The device diagrammatically shown in FIG. 1 includes an abutment 1, e.g. a type-writer roll or a support for a paper 2 in a printer which shall be provided with printed signs in the machine. Even if the paper 2 for the sake of clarity in the figure has been indicated to have a small gap between paper and the abutment 1, it should be evident that the paper 2 closely bears against the abutment 1. Positioned in front of the paper is an ink ribbon 3, and disposed in front of the ink ribbon is a printing wheels or a rotatable disc which is provided with signs 5 on the surface thereof facing the ink ribbon 3 and the paper 2. Further disposed in front of the printing wheel is a printer hammer, said printer hammer when striking against the printing wheel just in front of a sign, transmitting a printed picture of the sign 5 on the paper 2 due to striking action via the ink ribbon 3. The movement and rotation of the printing wheel 4 for aligning a desired sign just in front of the printer hammer 6 is obtained, as previously known, by means of control and driving means, not shown in the figure. For making the printer hammer 6 to strike against the printing wheel and thus to transmit a printed picture of the sign to the paper the printer hammer will have to move in a direction towards the printing wheel. To achieve this the printer hammer of the design shown in FIG. 1 is mounted at the end of a motion generator unit 8 in the form of a rod and consisting of a giant magnetostrictive material, e.g. a material which undergoes changes in dimension under the influence of a magnetic field. At the opposite end the motion generator unit 8 is fixed in a supporting structure 9, which may consist of a part included in the frame of the machine. The motion generator unit 8 is surrounded by a solenoid 10, which by means of lines 11 may be attached to a source of electric current including control means, not shown in the figure. The giant magnetostrictive material used in the motion generator unit 8 according to FIG. 1 is assumed to be of the kind which undergoes an increase in length under the influence of a magnetic field. Mounted at the free end of the motion generator unit is a yoke 7 which by means of tension springs 12 disposed on opposite sides of the motion generator unit 8 is subject to a substantially constant traction force in a direction towards the supporting structure 9, thereby preloading the motion generator unit 8 with an essentially constant compression force. The reason of this pre-stressing will be explained in more detail later.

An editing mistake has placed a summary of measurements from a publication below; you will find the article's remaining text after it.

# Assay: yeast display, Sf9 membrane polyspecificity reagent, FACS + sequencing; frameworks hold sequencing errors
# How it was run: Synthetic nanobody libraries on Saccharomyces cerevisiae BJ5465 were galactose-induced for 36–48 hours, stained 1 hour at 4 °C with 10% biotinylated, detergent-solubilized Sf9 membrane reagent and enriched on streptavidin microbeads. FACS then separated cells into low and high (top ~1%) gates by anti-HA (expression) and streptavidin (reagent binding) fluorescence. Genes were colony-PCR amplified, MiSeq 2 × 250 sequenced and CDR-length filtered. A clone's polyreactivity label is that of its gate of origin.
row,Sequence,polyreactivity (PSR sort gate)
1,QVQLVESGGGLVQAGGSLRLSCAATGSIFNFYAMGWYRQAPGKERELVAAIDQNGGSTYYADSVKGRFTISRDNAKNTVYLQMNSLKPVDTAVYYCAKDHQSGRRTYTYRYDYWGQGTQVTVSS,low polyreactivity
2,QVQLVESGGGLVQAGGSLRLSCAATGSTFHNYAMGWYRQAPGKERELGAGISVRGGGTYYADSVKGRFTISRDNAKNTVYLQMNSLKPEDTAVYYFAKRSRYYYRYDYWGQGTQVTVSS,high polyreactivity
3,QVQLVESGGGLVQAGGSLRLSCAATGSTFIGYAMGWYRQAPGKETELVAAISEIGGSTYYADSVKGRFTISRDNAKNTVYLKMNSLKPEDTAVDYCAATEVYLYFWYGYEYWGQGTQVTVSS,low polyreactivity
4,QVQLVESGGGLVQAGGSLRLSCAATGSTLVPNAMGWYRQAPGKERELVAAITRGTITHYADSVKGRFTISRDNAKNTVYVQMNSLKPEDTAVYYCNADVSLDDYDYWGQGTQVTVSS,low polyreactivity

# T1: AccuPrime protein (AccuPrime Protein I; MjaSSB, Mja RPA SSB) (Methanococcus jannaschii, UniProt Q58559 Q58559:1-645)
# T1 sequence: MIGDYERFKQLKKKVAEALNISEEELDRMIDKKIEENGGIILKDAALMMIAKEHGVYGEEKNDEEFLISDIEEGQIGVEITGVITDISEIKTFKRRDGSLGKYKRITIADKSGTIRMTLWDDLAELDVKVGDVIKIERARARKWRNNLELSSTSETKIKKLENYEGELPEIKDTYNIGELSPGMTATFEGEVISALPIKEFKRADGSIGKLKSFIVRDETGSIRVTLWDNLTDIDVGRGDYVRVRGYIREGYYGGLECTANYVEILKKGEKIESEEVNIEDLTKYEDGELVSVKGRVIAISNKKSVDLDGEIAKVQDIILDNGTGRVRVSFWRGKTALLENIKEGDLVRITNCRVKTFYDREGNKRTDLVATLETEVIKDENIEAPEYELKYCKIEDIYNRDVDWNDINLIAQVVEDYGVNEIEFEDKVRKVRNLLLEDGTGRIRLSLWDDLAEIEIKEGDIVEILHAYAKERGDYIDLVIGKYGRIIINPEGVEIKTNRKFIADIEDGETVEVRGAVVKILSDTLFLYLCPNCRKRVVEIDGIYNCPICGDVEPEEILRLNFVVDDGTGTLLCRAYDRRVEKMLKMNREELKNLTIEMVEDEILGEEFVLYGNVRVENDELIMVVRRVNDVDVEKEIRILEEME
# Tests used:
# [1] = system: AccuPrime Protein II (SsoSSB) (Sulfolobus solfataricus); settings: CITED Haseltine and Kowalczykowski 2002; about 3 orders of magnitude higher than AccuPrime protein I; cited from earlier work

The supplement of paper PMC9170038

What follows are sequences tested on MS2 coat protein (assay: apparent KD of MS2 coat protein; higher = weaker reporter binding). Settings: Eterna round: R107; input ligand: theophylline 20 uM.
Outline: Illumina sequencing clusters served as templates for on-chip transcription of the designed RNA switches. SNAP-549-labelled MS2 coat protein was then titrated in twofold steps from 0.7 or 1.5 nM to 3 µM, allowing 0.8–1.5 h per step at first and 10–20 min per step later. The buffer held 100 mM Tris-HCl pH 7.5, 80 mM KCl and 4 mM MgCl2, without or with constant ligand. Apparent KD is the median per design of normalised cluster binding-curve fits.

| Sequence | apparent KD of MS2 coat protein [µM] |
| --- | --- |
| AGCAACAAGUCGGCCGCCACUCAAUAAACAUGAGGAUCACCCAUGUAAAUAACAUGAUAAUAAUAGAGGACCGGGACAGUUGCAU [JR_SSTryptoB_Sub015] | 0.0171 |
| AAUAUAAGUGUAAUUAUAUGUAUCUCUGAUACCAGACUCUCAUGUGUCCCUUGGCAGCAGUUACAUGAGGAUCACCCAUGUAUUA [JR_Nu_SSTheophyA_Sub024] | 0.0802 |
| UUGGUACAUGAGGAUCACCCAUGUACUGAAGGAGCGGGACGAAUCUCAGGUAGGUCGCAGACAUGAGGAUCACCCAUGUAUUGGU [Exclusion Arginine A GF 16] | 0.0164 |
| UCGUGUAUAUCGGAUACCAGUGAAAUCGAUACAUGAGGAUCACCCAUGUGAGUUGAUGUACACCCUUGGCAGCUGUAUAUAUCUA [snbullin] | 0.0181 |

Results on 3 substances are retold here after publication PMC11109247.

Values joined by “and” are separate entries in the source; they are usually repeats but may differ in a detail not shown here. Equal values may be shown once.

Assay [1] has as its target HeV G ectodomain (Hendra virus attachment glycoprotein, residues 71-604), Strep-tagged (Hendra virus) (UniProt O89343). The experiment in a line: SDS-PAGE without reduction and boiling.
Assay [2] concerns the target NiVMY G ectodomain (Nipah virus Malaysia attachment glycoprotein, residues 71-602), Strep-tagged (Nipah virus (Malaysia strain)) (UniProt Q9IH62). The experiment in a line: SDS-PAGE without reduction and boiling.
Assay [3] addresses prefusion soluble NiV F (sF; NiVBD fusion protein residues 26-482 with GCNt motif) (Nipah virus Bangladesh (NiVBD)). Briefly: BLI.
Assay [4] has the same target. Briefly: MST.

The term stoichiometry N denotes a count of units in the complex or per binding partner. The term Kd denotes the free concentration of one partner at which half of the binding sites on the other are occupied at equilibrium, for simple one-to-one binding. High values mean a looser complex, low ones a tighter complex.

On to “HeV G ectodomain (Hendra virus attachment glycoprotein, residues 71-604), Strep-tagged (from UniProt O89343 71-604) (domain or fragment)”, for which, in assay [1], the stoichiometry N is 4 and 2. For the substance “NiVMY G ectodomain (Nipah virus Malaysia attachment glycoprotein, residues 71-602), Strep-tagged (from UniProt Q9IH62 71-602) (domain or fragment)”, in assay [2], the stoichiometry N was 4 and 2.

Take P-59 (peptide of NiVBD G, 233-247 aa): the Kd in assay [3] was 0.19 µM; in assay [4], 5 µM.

When current is supplied to the magnetic windings 10 a magnetic field is applied to the motion generator unit resulting in that said motion generator unit will undergo a change in length so that the printer hammer 6 is made to strike against the printing wheel 4 just in front of a positioned sign 5 which due to this is transferred in the form of a printed picture to the paper 2.
A basic specific feature of the present invention is that the motion generator unit 8 is made of so called giant magnetostrictive material, i.e. an alloy between rare earth metals such as samarium (Sm), terbium (Tb), dysprosium (Dy), holmium (Ho), erbium (Er), tulium (Tm) and magnetic transition metals such as iron (Fe), cobalt (Co) and nickel (Ni). This group of alloys presents the largest magnetostriction known so far, i.e. possessing the property to undergo a change in dimension under the influence of magnetic field, said change in dimension being proportional to the intensity of the magnetic field. The magnitude of the magnetostriction in these materials is of a different range than is the case in ordinary magnetostrictive materials, e.g. iron-nickel. As an example it may be mentioned that iron-nickel has a change in length of 2-30 μm/m whereas an alloy of e.g. terbium-dysposium-iron has a change in length of 1700 μm/m. The change in length to which said giant magnetostrictive materials are subject under the influence of a magnetic field may be positive or negative, i.e. may for certain of said compositions result in an increase in length and for other of said compositions result in a decrease in length. Both types of giant magnetostrictive materials may be used when practicing the present invention. Within the group of giant magnetostrictive materials the magnitude of the magnetostriction under the influence of a certain magnetic field varies, and when practicing the present invention it is of course preferred to use giant magnetostrictive materials having the largest magnetostrictive properties.